Let me get a little serious for a moment. There was a special event at church one night, dedicated to lifting our country in prayer over the issue of racism. I was helping lead worship. We’d done a few songs and were in an instrumental transition. I remember suddenly getting this feeling like I was supposed to share something very personal with the church. It had nothing to do with the purpose of the evening, but I went for it. I spoke and declared some things and then we continued on with worship. The evening turned into a powerful time of confession, repentance, and prayer for our church…and I felt ashamed. This was a night dedicated to a purpose and I took the spotlight onto myself during worship. I was so torn. I thought I was supposed to share, but what if I was wrong? What if that wasn’t God? What if that was just my personal catharsis? To this day, I still feel shame whenever I think of that night…but…I did not die.
I have forgotten all the lyrics to songs, sung the wrong lyrics, had black eye makeup running down my face, my zipper has been down, I’ve fallen on my butt on stage, I’ve “danced” terribly, had my in-ears pack go flying across the stage because I was too exuberant, walked off stage to get batteries, gotten on stage late, attempted spontaneous song that turned out to be spontaneous mad-libs, hit some horrible notes, had huge pit stains, and have crash landed so many songs…and I did not die.
When you choose to step into a spotlight, to speak/sing/play, you are choosing to do the thing that most humans fear more than death. Armpits weep and stomachs rumble at the thought of public speaking/singing/playing. And sometimes things go wrong and maybe something embarrassing happens. But let me tell you this; you will not die. Every worship leader has an off-day or an off-set or an off-song. We’ve all taken risks that haven’t quite worked out. There will be circumstances beyond your control. What matters is how we respond to these moments. I know I’ve had worship leading experiences that made me question whether I am even called to lead at all. I’ve condemned and berated myself for mistakes and said inwardly, “I should just quit.” But Jesus keeps reminding me that the “gifts and the calling of God are irrevocable.” (Romans 11:29). He will never change His mind about me, even when I mess up. I am no longer under the law of perfection, or as Paul puts it in Romans 8, “There is therefore now no condemnation for those who are in Christ Jesus. For the law of the Spirit of life has set you free in Christ Jesus from the law of sin and death.” We bring Him a sacrifice of praise (Hebrews 13:15), and lay down our fear of man, our need to look good, our perfection, and our pride. He is so worthy of this sacrifice.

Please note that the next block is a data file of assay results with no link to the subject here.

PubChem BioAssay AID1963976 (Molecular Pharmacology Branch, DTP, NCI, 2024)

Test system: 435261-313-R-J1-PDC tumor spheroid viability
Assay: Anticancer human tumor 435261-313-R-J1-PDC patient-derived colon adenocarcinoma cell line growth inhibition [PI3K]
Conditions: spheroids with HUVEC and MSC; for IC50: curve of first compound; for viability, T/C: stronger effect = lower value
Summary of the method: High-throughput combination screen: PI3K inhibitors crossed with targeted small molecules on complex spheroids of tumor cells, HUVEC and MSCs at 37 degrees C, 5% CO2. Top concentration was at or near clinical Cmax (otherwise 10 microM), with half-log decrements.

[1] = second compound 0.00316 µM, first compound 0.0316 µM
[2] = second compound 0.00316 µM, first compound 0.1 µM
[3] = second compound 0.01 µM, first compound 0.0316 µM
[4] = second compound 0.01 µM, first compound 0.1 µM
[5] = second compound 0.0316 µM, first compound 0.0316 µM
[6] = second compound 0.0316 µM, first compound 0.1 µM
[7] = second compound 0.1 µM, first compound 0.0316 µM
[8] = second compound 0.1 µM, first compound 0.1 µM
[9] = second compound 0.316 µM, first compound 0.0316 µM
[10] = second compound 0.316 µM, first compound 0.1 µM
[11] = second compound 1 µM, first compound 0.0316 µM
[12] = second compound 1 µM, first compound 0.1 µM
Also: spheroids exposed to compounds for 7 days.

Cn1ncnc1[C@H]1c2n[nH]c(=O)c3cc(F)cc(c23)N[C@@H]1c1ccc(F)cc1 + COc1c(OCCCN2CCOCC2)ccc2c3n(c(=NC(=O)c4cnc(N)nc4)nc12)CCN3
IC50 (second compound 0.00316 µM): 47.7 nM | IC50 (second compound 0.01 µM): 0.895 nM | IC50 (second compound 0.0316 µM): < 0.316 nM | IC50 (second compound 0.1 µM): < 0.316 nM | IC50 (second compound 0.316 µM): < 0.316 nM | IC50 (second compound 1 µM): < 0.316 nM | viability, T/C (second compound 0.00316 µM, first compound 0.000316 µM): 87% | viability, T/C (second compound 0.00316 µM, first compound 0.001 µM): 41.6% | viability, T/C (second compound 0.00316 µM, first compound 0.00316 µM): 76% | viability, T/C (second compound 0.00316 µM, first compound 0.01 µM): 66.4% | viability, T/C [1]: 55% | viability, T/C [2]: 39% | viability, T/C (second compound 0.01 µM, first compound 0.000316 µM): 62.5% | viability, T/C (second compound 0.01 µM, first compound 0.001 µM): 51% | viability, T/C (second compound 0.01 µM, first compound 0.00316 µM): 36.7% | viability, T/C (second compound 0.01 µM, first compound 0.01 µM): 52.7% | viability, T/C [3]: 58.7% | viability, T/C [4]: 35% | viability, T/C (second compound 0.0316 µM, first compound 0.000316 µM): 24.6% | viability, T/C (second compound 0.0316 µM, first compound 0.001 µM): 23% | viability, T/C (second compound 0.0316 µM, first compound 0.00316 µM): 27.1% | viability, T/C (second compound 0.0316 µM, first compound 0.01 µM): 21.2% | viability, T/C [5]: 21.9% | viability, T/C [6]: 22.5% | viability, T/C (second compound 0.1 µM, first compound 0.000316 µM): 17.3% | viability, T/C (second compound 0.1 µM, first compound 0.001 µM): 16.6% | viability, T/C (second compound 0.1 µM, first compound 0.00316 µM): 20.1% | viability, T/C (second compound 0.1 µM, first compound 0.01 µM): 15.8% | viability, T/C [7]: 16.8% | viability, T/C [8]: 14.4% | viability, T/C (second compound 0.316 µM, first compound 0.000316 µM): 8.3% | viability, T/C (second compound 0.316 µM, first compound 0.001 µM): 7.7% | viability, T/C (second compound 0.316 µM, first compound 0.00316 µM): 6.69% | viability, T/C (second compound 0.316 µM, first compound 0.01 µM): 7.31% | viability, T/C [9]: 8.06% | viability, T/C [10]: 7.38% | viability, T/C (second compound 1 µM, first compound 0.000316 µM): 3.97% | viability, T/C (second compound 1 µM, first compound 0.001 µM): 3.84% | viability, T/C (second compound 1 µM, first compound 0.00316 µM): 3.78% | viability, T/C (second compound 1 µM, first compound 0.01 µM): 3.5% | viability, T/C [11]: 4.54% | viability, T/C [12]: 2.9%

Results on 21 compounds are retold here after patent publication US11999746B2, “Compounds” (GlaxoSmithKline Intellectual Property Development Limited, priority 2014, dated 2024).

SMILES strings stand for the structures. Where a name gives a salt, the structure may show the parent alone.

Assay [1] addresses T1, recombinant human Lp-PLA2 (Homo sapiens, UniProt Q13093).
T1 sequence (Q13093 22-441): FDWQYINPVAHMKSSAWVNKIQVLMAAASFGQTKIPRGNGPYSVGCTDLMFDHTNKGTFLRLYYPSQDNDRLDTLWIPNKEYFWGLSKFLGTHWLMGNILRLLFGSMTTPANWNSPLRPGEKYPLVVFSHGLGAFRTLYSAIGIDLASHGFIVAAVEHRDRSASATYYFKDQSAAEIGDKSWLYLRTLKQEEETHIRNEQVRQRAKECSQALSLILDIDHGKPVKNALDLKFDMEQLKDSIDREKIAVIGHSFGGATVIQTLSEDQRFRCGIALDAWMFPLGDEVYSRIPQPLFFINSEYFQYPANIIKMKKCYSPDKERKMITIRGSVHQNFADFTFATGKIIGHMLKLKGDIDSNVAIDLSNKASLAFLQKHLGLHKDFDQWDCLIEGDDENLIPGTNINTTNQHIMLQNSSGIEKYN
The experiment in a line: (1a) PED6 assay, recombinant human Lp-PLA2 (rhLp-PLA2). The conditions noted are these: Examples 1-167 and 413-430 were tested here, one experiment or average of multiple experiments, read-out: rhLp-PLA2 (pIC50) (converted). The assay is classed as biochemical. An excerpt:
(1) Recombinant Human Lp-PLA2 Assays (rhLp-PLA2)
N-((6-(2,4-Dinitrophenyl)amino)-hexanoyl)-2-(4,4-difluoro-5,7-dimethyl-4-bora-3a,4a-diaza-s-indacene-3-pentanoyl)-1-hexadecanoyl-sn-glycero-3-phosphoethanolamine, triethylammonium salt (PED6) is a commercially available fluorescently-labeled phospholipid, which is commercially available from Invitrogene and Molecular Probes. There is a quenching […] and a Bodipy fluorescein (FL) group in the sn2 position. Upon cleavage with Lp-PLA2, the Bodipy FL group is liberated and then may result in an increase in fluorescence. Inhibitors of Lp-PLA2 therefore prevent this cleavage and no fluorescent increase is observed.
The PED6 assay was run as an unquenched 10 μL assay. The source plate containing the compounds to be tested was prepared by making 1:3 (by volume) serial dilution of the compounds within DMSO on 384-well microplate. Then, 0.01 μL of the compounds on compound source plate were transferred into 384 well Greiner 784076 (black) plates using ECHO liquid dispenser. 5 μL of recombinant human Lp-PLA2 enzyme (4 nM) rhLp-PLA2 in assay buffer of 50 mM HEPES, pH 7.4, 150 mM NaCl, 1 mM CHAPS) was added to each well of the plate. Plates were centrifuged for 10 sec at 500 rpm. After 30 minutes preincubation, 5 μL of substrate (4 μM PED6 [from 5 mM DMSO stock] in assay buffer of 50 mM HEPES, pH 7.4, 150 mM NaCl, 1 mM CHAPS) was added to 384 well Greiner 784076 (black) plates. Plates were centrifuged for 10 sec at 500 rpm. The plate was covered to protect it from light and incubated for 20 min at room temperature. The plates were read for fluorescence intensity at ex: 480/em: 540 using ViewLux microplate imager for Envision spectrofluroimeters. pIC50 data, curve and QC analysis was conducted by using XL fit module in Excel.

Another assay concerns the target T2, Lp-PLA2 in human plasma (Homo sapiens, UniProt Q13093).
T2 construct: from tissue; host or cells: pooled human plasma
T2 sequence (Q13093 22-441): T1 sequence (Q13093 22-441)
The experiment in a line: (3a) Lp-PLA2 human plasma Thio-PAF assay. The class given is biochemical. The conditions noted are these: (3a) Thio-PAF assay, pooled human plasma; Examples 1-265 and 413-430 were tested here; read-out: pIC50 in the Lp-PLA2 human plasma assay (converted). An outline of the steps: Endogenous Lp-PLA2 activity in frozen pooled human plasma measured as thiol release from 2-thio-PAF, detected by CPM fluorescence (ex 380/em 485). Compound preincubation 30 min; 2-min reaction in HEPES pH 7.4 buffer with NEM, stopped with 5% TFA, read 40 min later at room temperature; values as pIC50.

You won’t die from embarrassment or mistakes, so don’t let these things kill what God has called to life either. Choose to get back up and be who God has called you to be.
“I will not die but live, and will proclaim what the Lord has done.” Psalm 118:17